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The "social problem" movies of the 1930s voiced strong liberal opinions on subjects like lynching (They Won't Forget), prison corruption (I Am a Fugitive from a Chain Gang) and bigoted secret societies (Black Legion). The immediate postwar years saw a new wave of crusading pictures that stepped boldly forward on previously untouched subjects -- racial and ethnic prejudice. At about the same time that the armed forces were desegregated, liberal producers like Dore Schary and Darryl Zanuck were finding success fashioning outspoken, but compromised films. The Box office still ran on white star-power. Fox's Pinky cast white actors as blacks, as did the boldly honest independent Lost Boundaries. Schary's Crossfire was about the hate killing of a Jew; in the source story the victim had been a homosexual. Hollywood could admit that Jews existed, but not gays.
By far the most artistically successful immediate postwar look at racial tension is MGM's 1949 Intruder in the Dust. Clarence Brown produced and directed this fine film, adapted from a book by William Faulkner. The show was filmed in Faulkner's hometown of Oxford Mississippi, standing in for the book's Jefferson. Instead of simply showing the injustice of racism, Faulkner penetrated into the psychology of a particularized black man, whose main affront is that he refuses to play the "submissive negro" for his white neighbors.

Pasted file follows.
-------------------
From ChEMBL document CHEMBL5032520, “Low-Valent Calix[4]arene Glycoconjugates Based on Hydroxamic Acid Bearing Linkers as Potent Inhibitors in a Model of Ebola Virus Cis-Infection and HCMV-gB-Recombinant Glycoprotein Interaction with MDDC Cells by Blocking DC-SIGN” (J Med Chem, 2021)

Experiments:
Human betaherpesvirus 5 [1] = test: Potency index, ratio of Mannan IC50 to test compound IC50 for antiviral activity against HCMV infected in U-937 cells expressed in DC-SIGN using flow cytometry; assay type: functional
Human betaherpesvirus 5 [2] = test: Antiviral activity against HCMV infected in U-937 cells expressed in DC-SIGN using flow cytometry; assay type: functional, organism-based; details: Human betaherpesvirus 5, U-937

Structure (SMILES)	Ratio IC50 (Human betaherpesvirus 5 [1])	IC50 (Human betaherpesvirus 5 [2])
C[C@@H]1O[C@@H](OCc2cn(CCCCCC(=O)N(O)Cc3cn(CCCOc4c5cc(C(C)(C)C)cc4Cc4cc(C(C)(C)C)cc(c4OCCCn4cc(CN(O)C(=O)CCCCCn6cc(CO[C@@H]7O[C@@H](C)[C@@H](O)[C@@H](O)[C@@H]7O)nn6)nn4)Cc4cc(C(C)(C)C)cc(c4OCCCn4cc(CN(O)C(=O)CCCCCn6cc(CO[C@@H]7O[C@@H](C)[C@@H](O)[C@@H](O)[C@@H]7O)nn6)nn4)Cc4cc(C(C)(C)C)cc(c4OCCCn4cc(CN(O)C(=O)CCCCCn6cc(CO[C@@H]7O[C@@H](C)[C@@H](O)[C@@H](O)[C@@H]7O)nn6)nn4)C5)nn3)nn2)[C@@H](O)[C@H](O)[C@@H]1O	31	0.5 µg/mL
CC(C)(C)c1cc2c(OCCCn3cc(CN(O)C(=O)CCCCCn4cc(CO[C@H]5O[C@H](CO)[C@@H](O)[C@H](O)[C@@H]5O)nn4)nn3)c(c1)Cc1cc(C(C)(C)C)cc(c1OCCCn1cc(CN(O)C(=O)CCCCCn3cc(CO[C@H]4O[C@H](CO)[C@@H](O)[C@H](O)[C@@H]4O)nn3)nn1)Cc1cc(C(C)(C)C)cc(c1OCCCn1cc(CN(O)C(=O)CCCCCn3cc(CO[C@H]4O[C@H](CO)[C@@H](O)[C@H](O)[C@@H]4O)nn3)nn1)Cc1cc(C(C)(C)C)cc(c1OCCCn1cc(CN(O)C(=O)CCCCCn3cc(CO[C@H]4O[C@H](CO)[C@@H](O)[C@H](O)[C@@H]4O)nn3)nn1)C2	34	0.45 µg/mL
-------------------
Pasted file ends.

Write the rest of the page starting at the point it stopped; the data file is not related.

The story closely follows that of Faulkner's 1948 novel. Teenaged Chick Mallison (Claude Jarman Jr., of Clarence Brown's The Yearling) holds a grudge against Lucas Beauchamp (Juano Hernandez) a propertied black man getting on in years. When Chick fell into an icy stream, Lucas offered him hospitality and a chance to dry his clothes, and refused Chick's attempt to pay him. Angered that he should be so humiliated by a stubborn black man, Chick has been trying to pay Lucas back, only to have his gestures repeatedly rebuffed. Then Sheriff Hampton (Will Geer) arrests Lucas for the murder of Vinson Gowrie, of the bigoted, mean-spirited Gowries. Lucas sends Chick for his uncle John Stevens (David Brian), a lawyer. But John presumes his client's guilt, and is angered when Lucas refuses to fully cooperate with him. Lucas tells Chick to investigate further. Along with the family servant Aleck (Elzie Emanuel) and Miss Eunice Habersham, a neighbor lady (Elizabeth Patterson), Chick travels in the dead of night to Gowrie territory to exhume Vinson's body, to see what kind of bullet did him in. Chick succeeds in getting John, the Sheriff and even old Nub Gowrie, the father of the victim (Porter Hall) in on the investigation. Meanwhile, Miss Eunice stands guard at the entrance to the jail, where a huge crowd watches the angry Crawford Gowrie (Charles Kemper of On Dangerous Ground). Crawford fills a jerry can with gasoline, in anticipation of burning Lucas to death. A woman with a baby walks up to Crawford and asks 'when he's going to do something'.